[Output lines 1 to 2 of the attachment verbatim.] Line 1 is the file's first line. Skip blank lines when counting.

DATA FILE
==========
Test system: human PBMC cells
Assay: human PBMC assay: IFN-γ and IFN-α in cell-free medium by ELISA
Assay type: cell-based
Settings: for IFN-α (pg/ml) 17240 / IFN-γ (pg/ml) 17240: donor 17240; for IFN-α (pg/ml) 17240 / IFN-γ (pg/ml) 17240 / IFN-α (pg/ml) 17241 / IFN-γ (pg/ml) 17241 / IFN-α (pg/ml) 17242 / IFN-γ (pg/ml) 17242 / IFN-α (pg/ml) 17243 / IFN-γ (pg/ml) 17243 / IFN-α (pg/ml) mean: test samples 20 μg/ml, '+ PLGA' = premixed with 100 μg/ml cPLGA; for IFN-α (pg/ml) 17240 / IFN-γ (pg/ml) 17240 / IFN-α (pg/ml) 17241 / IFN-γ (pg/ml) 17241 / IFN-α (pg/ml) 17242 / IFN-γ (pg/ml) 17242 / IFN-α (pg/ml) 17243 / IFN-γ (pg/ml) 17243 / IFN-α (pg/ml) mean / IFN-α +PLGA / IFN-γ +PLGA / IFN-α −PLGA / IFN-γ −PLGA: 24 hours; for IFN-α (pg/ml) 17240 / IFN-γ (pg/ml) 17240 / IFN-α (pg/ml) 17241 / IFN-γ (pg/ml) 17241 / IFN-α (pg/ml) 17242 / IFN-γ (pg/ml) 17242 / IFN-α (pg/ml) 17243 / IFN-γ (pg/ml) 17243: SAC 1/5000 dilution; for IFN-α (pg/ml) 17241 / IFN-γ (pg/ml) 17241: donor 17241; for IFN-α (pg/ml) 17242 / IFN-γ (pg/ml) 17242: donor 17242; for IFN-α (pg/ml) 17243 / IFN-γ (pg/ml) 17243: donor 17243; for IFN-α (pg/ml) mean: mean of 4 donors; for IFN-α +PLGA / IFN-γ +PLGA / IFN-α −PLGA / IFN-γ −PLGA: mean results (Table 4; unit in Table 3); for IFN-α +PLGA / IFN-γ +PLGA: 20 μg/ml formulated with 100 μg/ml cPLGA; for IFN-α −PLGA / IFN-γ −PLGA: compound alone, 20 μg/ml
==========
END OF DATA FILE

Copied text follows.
Test system: human PBMC cells
Assay: human PBMC assay: IFN-γ and IFN-α in cell-free medium by ELISA